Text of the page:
If you’re the proud owner of a beautiful betta, you’ll want to feed your pet the very best diet that’s available. By providing him a correct, balanced diet, you’ll keep your betta fish healthy and thriving, and your pet will reward you by displaying his very brightest colors.
So, you might be wondering if you can feed your betta insects, such as ants. Keep reading to find out if betta fish can eat ants and ant eggs.
What Is A Betta’s Natural Diet?
In the wild, bettas inhabit slow-moving bodies of water, including marshes, rice paddies, ponds, and small streams.
Although they eat a small amount of plant matter, such as algae, bettas are primarily carnivores, eating whatever they find living in their environment. Wild betta fish typically eat insect larvae, water-bound insects, small worms, and tiny crustaceans.
Essentially, bettas need a varied diet containing lots of meaty protein content and a small amount of plant matter.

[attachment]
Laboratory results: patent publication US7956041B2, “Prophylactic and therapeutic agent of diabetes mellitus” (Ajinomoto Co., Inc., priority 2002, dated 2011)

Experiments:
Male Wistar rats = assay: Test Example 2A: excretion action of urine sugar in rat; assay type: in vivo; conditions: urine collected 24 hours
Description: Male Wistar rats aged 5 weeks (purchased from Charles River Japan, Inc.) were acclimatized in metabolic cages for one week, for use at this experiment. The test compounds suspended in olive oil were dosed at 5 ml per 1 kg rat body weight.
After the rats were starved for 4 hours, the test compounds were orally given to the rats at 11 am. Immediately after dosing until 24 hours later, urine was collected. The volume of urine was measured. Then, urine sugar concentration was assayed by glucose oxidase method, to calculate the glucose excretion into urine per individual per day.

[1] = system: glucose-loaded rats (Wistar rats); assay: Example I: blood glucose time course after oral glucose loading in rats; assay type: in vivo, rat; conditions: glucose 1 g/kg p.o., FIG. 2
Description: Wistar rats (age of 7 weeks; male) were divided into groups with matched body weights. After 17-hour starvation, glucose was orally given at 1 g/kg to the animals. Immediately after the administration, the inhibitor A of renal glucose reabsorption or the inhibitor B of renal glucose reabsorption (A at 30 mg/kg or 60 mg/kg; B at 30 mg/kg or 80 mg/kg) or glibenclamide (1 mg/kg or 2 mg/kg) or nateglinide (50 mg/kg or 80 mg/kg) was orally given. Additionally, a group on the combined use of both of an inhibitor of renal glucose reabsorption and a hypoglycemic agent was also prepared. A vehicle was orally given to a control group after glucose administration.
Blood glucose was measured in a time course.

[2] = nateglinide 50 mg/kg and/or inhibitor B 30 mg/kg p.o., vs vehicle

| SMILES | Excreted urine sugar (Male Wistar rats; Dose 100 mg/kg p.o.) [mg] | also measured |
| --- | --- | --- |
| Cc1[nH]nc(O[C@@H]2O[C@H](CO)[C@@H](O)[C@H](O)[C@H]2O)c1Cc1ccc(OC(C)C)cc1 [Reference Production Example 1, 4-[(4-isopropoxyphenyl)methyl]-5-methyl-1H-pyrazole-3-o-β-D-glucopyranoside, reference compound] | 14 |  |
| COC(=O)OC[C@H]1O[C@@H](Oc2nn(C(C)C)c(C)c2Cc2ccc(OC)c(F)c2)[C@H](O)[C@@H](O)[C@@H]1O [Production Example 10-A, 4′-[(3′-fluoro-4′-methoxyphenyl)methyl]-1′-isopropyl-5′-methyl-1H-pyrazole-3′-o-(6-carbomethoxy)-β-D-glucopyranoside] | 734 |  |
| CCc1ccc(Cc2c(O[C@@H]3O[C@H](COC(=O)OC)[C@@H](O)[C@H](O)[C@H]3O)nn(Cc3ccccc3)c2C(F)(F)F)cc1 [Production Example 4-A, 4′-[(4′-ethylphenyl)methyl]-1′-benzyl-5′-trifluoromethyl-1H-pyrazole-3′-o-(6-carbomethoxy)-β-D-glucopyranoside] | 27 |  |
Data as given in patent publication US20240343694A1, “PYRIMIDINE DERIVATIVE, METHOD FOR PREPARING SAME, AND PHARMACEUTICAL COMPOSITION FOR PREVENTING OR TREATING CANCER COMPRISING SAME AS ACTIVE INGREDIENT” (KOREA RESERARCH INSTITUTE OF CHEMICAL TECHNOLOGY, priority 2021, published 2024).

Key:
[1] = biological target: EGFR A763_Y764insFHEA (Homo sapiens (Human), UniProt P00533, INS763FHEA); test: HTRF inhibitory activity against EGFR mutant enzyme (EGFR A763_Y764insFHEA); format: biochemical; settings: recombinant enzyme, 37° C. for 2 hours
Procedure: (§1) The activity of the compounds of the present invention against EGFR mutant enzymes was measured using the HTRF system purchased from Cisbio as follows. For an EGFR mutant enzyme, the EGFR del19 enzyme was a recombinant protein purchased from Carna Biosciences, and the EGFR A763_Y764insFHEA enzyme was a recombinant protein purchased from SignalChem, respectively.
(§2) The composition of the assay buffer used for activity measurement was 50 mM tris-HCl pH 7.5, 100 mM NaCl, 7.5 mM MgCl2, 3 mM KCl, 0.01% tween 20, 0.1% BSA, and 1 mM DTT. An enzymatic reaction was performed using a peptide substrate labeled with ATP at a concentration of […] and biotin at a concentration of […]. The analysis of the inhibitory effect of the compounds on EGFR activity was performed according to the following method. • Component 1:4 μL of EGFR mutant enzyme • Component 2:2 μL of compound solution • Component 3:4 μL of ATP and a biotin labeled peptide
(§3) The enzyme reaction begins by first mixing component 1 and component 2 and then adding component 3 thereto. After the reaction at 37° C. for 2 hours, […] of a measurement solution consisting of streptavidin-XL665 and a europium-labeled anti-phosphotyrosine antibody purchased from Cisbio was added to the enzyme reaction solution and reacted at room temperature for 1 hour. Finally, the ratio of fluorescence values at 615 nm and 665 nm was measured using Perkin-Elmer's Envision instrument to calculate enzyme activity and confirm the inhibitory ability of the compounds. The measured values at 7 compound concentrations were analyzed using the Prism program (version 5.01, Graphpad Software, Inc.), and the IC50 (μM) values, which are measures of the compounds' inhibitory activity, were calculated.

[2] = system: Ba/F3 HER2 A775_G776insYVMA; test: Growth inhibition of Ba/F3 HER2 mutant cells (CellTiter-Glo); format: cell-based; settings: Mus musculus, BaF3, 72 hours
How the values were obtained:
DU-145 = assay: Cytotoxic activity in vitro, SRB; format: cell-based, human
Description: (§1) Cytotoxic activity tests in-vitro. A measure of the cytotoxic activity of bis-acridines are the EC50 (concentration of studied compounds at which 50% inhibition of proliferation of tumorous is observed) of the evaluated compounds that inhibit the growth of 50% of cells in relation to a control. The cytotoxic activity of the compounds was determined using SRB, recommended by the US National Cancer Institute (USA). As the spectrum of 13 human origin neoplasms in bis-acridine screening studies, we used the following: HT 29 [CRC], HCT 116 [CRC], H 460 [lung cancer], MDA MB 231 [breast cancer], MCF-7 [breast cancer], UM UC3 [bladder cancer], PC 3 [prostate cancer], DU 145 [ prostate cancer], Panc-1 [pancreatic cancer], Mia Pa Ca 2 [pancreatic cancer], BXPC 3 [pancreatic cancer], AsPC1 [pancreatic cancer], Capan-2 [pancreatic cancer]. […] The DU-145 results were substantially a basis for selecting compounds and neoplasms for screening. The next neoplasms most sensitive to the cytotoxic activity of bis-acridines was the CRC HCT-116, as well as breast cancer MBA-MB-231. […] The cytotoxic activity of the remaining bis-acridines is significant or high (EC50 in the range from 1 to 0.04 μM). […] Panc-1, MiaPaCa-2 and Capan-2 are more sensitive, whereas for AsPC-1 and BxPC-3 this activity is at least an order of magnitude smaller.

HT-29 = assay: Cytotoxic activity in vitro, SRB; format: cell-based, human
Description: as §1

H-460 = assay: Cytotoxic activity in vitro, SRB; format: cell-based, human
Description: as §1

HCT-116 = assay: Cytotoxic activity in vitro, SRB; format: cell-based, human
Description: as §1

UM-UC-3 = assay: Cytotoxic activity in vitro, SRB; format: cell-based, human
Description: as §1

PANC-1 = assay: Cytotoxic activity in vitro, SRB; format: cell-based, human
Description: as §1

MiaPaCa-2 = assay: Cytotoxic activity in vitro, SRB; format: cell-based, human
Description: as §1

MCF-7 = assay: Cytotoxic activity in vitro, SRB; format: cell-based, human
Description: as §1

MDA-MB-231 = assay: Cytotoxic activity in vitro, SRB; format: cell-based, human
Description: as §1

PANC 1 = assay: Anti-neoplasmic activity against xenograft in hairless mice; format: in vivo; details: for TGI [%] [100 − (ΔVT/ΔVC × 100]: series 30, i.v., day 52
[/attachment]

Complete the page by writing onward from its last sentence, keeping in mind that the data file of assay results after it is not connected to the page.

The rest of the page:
Can Betta Fish Eat Ants?
Like most insect species, ants are packed with protein, making them an excellent natural food for bettas and other fish.
In the wild environment, ants sometimes wander into the betta’s natural habitat, where they are quickly gobbled up. Ant eggs are also a highly nutritious food that bettas love. You can buy dried ant eggs processed as fish food from some pet stores, and many fish love them, including bettas!
If you discover an ant nest on your property, tread very carefully before you feed the insects to your betta fish.
Ants produce formic acid, which can be harmful to your fish if it’s eaten in any quantity. So, although it’s fine to feed ants to your betta, only give him a few per day.
Remember that your betta fish’s stomach is about the same size as his eye, so it doesn’t take much food to fill him up! Overfeeding is very bad for bettas and can cause constipation, bloat, and swim bladder problems. So, don’t go overboard when offering your betta ants, and maybe keep them as a treat or a tasty snack.
How Do Ants Operate?
Colonies of ants consist of individuals with different roles within the group. For example, the queen ant produces eggs, workers keep the colony clean and tidy and tend to the larvae and eggs, and soldier ants guard the colony, protecting the queen and her larvae. There are also scouts.